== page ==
'Like hell:' As Olympics loom, Japan health care in turmoil
TOKYO (AP) — As she struggled to breathe, Shizue Akita had to wait more than six hours while paramedics searched for a hospital in Osaka that would treat her worsening COVID-19.
When she finally got to one that wasn’t overwhelmed with other patients, doctors diagnosed severe pneumonia and organ failure and sedated her. Akita, 87, was dead two weeks later.
“Osaka’s medical systems have collapsed,” said her son, Kazuyuki Akita. He has watched from his home north of Tokyo as three other family members in Osaka have dealt with the virus, and with inadequate health care. “It’s like hell.”
Hospitals in Osaka, Japan’s third-biggest city and only 2 1/2 hours by bullet train from Summer Olympics host Tokyo, are overflowing with coronavirus patients. About 35,000 people nationwide — twice the number of those in hospitals — must stay at home with the disease, often becoming seriously ill and sometimes dying before they can get medical care.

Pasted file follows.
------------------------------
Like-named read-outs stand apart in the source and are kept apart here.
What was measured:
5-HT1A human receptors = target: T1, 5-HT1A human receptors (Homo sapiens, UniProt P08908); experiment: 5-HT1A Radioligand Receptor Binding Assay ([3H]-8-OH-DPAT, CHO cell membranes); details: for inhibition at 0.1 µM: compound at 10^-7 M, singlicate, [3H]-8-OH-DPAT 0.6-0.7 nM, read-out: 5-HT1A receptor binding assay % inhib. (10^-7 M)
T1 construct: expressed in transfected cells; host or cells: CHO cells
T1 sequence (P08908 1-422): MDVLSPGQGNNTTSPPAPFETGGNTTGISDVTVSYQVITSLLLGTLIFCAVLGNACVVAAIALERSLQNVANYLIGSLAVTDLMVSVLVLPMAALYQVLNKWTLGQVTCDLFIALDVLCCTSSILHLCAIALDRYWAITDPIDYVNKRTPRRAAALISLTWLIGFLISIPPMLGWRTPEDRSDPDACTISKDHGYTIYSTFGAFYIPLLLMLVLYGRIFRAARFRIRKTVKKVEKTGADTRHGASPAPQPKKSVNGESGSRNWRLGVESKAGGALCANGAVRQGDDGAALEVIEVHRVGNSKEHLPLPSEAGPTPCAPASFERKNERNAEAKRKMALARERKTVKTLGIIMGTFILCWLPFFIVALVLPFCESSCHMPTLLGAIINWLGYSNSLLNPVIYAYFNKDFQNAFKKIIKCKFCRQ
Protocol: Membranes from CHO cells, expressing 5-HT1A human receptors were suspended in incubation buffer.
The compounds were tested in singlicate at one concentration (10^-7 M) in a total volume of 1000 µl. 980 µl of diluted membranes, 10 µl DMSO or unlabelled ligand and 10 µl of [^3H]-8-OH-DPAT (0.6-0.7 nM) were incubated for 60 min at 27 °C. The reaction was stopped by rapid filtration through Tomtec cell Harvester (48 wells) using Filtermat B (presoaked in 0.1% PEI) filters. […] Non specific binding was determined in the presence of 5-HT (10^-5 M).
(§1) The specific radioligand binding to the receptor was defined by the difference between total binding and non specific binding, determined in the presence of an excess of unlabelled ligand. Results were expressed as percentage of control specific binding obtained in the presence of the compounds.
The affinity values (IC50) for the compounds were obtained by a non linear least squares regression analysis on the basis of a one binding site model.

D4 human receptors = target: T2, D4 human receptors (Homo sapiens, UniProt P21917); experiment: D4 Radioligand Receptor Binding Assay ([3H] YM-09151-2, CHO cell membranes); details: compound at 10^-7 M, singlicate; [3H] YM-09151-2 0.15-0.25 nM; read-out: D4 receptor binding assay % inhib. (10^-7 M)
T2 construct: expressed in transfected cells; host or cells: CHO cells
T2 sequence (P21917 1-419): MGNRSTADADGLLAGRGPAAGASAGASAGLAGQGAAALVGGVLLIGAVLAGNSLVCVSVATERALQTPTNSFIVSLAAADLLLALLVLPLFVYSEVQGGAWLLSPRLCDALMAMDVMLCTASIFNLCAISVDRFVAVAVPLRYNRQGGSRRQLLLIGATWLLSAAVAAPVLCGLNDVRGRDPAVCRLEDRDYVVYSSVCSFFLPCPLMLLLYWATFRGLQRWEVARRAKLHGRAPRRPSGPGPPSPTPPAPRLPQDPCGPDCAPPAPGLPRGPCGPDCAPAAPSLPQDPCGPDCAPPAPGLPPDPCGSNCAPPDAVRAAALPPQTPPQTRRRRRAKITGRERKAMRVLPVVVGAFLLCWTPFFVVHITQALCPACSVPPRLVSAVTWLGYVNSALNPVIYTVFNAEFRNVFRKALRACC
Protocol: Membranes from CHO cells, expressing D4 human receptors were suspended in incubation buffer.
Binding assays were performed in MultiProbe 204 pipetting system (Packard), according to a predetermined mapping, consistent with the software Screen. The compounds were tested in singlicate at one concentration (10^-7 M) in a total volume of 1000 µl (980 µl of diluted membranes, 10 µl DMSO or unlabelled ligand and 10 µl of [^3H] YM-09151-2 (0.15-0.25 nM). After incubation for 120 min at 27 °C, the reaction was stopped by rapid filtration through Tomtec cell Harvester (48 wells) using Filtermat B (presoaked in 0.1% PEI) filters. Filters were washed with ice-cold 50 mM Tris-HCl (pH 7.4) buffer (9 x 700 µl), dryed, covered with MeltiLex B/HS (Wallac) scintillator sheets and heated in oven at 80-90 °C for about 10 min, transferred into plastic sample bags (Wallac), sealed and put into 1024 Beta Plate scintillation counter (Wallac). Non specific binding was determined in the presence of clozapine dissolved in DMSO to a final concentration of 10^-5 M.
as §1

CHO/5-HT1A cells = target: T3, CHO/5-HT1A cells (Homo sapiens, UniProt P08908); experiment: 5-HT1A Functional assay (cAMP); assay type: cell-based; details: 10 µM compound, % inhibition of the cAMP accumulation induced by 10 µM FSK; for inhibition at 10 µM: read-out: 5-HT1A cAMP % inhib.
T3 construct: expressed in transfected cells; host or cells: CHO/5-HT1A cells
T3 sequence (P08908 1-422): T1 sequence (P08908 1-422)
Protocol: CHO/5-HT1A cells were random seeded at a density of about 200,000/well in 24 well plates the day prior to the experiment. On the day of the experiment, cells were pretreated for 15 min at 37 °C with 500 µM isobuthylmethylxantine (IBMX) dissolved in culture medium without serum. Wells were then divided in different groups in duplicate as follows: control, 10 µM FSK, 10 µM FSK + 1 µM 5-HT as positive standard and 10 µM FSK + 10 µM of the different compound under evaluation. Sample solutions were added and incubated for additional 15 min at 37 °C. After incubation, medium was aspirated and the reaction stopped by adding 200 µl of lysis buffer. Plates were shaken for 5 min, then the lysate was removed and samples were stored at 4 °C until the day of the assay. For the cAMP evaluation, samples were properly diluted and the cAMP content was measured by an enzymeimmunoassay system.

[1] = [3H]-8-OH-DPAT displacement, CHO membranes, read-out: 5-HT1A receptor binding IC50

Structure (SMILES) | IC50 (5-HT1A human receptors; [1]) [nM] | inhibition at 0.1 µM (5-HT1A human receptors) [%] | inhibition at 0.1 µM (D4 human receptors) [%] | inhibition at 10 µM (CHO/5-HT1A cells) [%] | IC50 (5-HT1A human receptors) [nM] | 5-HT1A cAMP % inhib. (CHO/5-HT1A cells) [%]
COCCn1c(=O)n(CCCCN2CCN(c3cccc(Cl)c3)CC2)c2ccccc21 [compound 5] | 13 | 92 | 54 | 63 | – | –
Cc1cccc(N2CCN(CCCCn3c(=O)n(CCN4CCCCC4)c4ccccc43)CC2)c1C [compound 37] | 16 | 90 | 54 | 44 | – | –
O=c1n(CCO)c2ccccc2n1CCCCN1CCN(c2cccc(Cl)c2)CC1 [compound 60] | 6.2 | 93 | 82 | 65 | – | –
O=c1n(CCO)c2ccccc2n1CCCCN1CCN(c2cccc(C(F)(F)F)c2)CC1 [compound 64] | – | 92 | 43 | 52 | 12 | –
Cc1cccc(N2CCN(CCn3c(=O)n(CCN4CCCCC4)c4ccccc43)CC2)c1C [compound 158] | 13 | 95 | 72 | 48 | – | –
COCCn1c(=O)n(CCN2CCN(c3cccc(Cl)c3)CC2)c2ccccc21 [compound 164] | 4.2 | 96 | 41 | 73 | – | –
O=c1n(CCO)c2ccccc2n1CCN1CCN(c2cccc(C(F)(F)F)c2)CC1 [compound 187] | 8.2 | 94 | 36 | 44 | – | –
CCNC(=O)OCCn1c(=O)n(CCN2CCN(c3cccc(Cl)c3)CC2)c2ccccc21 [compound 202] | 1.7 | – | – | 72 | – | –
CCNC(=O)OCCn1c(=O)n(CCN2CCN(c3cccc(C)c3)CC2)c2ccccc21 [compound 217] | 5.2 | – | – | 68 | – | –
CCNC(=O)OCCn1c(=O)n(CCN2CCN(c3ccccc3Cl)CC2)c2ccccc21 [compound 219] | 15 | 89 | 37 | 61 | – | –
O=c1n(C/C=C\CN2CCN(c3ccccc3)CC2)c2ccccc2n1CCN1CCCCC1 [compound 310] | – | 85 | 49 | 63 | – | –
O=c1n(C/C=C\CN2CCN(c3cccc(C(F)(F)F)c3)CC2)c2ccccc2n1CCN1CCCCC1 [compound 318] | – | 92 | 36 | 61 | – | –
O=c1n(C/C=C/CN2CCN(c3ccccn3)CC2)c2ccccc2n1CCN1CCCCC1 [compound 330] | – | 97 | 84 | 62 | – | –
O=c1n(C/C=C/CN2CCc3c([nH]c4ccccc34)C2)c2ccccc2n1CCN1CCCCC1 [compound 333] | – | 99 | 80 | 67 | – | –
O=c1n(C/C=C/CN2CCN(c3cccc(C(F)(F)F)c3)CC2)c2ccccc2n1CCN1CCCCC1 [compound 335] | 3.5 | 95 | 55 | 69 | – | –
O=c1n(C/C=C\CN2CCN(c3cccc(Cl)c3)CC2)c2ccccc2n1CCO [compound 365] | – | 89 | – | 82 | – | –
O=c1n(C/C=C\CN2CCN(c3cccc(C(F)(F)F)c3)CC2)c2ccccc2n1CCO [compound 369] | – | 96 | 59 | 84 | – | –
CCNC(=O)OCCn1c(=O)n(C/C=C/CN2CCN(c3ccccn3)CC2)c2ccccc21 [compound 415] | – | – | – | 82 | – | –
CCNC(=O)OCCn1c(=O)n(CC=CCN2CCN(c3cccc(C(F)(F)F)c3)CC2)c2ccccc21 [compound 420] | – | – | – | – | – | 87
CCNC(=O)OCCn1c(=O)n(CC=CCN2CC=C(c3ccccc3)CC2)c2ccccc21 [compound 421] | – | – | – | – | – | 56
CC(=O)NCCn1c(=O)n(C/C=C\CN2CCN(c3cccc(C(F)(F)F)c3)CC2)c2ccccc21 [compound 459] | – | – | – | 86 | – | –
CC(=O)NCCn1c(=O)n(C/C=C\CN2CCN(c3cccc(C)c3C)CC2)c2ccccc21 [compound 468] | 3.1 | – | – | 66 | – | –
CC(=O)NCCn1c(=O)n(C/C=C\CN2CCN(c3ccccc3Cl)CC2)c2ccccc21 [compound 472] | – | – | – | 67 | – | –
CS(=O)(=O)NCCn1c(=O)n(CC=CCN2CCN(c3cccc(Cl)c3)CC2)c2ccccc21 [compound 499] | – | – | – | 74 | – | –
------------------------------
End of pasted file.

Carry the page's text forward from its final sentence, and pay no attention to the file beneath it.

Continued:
As cases surge in Osaka, medical workers say that every corner of the system has been slowed, stretched and burdened. And it’s happening in other parts of the country, too.
The frustration and fear are clear in interviews by The Associated Press with besieged medical workers and the families of patients in Osaka. It's in striking contrast with the tone in the capital Tokyo, where Olympic organizers and government officials insist the July Games will be safe and orderly even as a state of emergency spreads to more parts of the country and a growing number of citizens call for a cancellation.
Some see Osaka as a warning for what could happen to the rest of Japan if the crisis worsens at a time when officials — and the world — are focused on the Olympics.
Osaka's struggles are a “man-made disaster,” Akita told AP in a written message, caused in...